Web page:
Saturday, January 5, 2013

January 3rd

Apologies to All the People in Lebanon
by June Jordan

Dedicated to the 600,000 Palestinian men, women, and children who lived in Lebanon from 1948-1983.
I didn’t know and nobody told me and what   
could I do or say, anyway?

They said you shot the London Ambassador   
and when that wasn’t true   
they said so
They said you shelled their northern villages
and when U.N. forces reported that was not true
because your side of the cease-fire was holding
since more than a year before
they said so
They said they wanted simply to carve
a 25 mile buffer zone and then
they ravaged your
water supplies your electricity your
hospitals your schools your highways and byways all
the way north to Beirut because they said this
was their quest for peace
They blew up your homes and demolished the grocery
stores and blocked the Red Cross and took away doctors
to jail and they cluster-bombed girls and boys
whose bodies
swelled purple and black into twice the original size
and tore the buttocks from a four month old baby
and then
they said this was brilliant
military accomplishment and this was done
they said in the name of self-defense they said
that is the noblest concept
of mankind isn’t that obvious?
They said something about never again and then
they made close to one million human beings homeless
in less than three weeks and they killed or maimed
40,000 of your men and your women and your children

But I didn’t know and nobody told me and what
could I do or say, anyway?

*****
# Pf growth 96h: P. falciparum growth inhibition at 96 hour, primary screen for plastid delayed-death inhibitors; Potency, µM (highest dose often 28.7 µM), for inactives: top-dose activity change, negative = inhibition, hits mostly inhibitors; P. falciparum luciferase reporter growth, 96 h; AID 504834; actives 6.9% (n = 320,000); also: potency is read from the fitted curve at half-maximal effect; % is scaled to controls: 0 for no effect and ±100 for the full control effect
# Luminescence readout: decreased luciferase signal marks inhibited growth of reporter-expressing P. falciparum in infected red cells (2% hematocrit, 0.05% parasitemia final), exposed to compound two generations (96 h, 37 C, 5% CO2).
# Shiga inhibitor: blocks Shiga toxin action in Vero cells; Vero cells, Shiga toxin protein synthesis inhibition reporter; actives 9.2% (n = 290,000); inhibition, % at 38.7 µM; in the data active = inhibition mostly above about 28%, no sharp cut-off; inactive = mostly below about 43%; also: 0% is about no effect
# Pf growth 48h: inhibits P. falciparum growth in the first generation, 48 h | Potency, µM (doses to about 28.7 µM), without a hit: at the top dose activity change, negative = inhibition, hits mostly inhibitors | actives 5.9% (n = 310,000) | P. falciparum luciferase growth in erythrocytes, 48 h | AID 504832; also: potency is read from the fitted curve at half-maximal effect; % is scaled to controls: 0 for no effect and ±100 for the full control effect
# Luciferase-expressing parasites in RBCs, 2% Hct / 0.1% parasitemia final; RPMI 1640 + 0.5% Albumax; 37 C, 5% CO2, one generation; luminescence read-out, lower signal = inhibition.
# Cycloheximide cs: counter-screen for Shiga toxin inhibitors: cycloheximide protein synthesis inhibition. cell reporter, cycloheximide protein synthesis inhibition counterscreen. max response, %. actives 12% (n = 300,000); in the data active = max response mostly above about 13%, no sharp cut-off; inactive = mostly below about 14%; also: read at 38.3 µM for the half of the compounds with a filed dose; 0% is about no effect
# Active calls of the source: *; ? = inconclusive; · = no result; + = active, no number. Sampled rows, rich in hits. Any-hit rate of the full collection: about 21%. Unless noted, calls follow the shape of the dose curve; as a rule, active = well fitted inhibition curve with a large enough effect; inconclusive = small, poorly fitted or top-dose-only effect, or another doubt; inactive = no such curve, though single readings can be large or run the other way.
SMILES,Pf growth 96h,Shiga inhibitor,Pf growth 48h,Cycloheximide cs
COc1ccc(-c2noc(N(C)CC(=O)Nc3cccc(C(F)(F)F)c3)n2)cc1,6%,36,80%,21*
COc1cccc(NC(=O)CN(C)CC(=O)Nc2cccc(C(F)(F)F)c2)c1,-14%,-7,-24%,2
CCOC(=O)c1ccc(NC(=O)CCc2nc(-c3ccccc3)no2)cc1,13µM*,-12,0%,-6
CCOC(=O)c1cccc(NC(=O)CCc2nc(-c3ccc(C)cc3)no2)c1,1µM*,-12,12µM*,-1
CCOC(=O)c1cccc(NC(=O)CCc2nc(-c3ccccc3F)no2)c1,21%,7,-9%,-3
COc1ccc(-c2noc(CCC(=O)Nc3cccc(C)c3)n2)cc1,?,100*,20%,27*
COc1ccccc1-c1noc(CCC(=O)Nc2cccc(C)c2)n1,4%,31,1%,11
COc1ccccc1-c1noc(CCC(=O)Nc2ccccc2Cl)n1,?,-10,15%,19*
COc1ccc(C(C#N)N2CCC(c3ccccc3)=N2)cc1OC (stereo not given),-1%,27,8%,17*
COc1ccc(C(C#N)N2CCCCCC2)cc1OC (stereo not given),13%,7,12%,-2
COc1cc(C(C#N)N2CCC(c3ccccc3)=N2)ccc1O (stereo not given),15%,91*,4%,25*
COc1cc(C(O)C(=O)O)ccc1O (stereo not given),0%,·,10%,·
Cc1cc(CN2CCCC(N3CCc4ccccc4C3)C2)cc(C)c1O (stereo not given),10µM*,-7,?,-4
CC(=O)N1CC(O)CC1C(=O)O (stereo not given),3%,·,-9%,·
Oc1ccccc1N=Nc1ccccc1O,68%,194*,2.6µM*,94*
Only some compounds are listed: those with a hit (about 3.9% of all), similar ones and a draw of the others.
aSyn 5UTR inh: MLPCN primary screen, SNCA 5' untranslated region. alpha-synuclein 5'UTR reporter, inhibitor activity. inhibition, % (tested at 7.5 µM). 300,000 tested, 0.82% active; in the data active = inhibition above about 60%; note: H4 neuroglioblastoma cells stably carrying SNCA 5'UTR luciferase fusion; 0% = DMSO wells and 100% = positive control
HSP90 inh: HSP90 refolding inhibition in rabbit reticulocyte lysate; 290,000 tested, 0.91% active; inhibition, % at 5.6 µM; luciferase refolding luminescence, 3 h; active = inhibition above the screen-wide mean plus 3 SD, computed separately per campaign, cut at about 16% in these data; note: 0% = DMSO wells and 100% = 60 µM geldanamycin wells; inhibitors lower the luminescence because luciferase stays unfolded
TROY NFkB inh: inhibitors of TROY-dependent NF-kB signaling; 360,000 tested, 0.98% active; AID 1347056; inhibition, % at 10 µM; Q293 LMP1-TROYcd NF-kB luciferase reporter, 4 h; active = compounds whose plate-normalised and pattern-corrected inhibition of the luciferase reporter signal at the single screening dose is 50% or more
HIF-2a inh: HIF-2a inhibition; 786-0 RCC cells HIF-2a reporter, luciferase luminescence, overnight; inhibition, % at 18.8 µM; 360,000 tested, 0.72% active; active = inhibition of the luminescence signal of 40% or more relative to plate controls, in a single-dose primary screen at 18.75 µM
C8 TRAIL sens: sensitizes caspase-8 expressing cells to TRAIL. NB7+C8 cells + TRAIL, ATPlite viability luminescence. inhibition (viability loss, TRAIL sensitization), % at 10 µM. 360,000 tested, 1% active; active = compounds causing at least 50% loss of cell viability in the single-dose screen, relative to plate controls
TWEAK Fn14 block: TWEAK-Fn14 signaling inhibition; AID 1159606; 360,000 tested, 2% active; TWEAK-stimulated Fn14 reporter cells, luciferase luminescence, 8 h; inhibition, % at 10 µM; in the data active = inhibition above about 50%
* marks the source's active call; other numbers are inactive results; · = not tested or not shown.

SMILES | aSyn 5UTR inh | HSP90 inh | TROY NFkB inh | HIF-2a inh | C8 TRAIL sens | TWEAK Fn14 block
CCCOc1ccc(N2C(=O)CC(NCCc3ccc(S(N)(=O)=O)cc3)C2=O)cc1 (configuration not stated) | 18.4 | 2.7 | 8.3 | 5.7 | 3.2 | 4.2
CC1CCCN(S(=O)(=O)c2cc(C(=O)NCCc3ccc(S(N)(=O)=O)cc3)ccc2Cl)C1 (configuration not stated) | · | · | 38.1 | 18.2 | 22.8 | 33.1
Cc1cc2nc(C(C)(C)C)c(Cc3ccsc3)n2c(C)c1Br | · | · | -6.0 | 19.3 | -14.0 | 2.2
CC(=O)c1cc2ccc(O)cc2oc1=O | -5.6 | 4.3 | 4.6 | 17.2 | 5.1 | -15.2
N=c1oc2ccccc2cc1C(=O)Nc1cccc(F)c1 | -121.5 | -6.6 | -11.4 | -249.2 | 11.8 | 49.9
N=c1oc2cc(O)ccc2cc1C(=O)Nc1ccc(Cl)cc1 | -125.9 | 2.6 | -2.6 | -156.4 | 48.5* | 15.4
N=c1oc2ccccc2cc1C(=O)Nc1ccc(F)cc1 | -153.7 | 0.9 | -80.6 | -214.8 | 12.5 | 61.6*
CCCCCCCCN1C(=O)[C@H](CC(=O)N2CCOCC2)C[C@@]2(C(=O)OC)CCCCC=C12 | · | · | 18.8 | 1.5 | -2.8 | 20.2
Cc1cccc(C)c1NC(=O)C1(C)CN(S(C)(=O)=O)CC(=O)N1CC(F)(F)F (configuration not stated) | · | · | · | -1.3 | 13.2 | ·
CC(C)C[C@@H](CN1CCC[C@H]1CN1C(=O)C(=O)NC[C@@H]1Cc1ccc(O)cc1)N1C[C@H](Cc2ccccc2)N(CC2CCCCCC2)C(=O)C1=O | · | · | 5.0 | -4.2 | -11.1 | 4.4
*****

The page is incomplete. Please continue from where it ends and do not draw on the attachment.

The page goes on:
They said they were victims. They said you were
They called      your apartments and gardens      guerrilla
They called      the screaming devastation   
that they created       the rubble.   
Then they told you to leave, didn’t they?

Didn’t you read the leaflets that they dropped   
from their hotshot fighter jets?   
They told you to go.   
One hundred and thirty-five thousand   
Palestinians in Beirut and why   
didn’t you take the hint?   
There was the Mediterranean: You   
could walk into the water and stay   
What was the problem?

I didn’t know and nobody told me and what   
could I do or say, anyway?

Yes, I did know it was the money I earned as a poet that   
for the bombs and the planes and the tanks   
that they used to massacre your family

But I am not an evil person   
The people of my country aren't so bad

You can expect but so much   
from those of us who have to pay taxes and watch   
American TV

You see my point;

I’m sorry.   
I really am sorry.
June Jordan, “Apologies to all the People in Lebanon” from Directed By Desire: The Collected Poems of June Jordan (Port Townsend, WA: Copper Canyon Press, 2005). Copyright © 2005 by The June M. Jordan Literary Trust. Used by permission of The June M. Jordan Literary Trust,
Source: The Collected Poems of June Jordan (Copper Canyon Press, 2005)
    Right now, I'm reading a book entitled Habibi by Naomi Shihab Nye, about a young girl named Liyana who moves with her family from their home in St. Louis back to Jerusalem, her father's childhood home. I've been trying to find books that address current events, political issues, and social justice, but that talk about them from a child's/young adult's perspective. The book is very moving, and puts the Israel-Palestine conflict into very human terms. 
    This poem would be a great connector/extender to a group of older students having read Habibi in a book club. The structure is a little less accessible for the typical middle school student, but would pose a welcome challenge to advanced readers, or just students who really love poetry -- I promise they exist! 
    I've also been planning my units with a sense of showing students that writing (and yes, poetry!) has applications in the real world. This poem is a great example of a poet using her writing to express a political opinion, and to get readers to think differently about an issue. I would even use this poem in a unit on persuasion, while discussing the different tools writers and people can use when they are trying to change someone's mind. 

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